The end of German democracy

On the 30th of January 1933, the leader of the NSDAP, Adolf Hitler (link in Czech), was appointed Chancellor of the Reich by German President Paul von Hindenburg. Few people (including those who had allowed him and the NSDAP to come to power) realised that day to what barbarity the country might be led by its new leader. Although the NSDAP had only three of the nine ministers in the new government, as soon as they came to power Hitler and those loyal to him set about dismantling the democratic parliamentary system of the Weimar republic.

Hitler at a party meeting in February 1933. (Photo: Courtesy of USHMM Photo Archives)

At Hitler's wish, the Reichstag was dissolved and new elections were called. During the election campaign, on the 27th of February, there was a fire in the Reichstag building. Historians still disagree as to whether the fire was staged by the Nazis, or whether the arsonist who was arrested, the mentally-unstable Dutch communist Marinus van der Lubbe, was truly acting of his own accord. Either way, the Nazis cleverly used the situation for their own benefit. The next day, the government issued an urgent decree (the Reichstagsbrandnotverordnung) which - under the pretext of taking necessary measures against the communists - made major inroads into civil liberties. Limits were placed upon freedom of expression, assembly and association. It was also possible for secrecy of correspondence to be violated, house searches to be carried out with no court order, and property to be confiscated. From the legal point of view, the decree was de facto the equivalent of declaring a state of emergency.

Although the elections took place in an atmosphere of Nazi coercion and terror, the NSDAP did not manage to gain a majority of votes. It won with 43.9% of the votes, and only had a majority in the Reichstag with the aid of its conservative coalition partner, the German National People's Party, which had gained 8% of the votes. Despite the possibility of forming a government with majority support in the Reichstag, though, the Nazis decided to practically destroy parliamentary democracy. On the 23rd of March 1933, the Reichstag, under pressure, passed what was known as the Enabling Act, allowing the government to issue laws without the need for parliamentary approval. Only the Social Democrats voted against the law (the Communists had already been expelled from parliament.)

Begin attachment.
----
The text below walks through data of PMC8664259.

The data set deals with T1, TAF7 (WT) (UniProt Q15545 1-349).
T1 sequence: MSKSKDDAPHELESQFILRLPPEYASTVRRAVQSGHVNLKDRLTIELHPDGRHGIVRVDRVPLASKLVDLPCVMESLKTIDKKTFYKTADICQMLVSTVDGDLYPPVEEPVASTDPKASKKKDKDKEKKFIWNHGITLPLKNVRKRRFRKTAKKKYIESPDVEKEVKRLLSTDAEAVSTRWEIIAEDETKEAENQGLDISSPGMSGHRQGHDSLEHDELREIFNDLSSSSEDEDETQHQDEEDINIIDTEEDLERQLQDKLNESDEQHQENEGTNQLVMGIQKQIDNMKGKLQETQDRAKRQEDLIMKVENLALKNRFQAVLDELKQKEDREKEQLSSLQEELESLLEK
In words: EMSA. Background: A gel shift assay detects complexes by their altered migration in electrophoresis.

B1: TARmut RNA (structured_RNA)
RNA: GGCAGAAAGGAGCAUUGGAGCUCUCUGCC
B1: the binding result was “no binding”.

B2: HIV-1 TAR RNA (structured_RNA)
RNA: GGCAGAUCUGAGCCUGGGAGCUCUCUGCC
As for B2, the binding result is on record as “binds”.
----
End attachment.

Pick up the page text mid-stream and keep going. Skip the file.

The process of Gleichschaltung (enforcement of conformity) in German society continued with a ban on the Social Democratic Party in June, and the "voluntary" disbanding of Zentrum, the Catholic party, in July 1933. In May, the trade union organisations were disbanded, and working people were required to join newly-created Nazi professional organisations. After the death of President Hindenburg in August 1934, Hitler effectively joined together the function of Chancellor and President, taking the title Führer and Reich Chancellor. In a surprisingly short time, Adolf Hitler and the NSDAP managed to liquidate the democratic German republic and establish a totalitarian, racist regime.

An unmistakable sign of the change in regime was the establishment of the first German concentration camps. In March 1933, only two months after the Nazis took power, the concentration camp at Dachau was set up, followed by further similar facilities. Communists, Jews and all kinds of other real or supposed enemies of the Nazi regime were sent to them for alleged reeducation.

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